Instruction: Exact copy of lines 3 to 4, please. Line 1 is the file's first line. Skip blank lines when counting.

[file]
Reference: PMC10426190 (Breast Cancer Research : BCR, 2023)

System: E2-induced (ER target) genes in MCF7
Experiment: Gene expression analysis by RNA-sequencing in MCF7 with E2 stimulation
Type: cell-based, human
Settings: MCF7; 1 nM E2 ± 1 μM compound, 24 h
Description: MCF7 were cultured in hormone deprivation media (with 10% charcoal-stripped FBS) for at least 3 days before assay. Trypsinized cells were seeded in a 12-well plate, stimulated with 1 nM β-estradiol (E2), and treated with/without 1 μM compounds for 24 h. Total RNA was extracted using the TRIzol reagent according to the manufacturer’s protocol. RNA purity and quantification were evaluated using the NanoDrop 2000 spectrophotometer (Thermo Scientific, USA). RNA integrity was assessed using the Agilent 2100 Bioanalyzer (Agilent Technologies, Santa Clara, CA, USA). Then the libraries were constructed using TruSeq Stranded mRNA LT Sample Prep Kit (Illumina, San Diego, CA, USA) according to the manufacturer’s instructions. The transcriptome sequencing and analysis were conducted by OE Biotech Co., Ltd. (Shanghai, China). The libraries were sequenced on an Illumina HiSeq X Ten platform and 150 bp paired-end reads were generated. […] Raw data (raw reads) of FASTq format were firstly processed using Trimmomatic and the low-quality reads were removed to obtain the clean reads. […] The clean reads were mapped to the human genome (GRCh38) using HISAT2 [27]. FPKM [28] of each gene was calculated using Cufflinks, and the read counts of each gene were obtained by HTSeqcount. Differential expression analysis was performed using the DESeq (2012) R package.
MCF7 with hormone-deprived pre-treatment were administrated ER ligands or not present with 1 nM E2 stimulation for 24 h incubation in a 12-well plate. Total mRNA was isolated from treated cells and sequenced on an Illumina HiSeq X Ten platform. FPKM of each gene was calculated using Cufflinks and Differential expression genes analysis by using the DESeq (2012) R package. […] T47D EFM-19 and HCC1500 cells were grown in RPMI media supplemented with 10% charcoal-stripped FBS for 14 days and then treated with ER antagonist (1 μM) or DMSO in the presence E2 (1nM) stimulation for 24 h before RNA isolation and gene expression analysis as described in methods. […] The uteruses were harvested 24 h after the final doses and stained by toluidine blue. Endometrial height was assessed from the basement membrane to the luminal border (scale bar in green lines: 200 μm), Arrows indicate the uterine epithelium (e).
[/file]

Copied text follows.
Experiment: Gene expression analysis by RNA-sequencing in MCF7 with E2 stimulation
Type: cell-based, human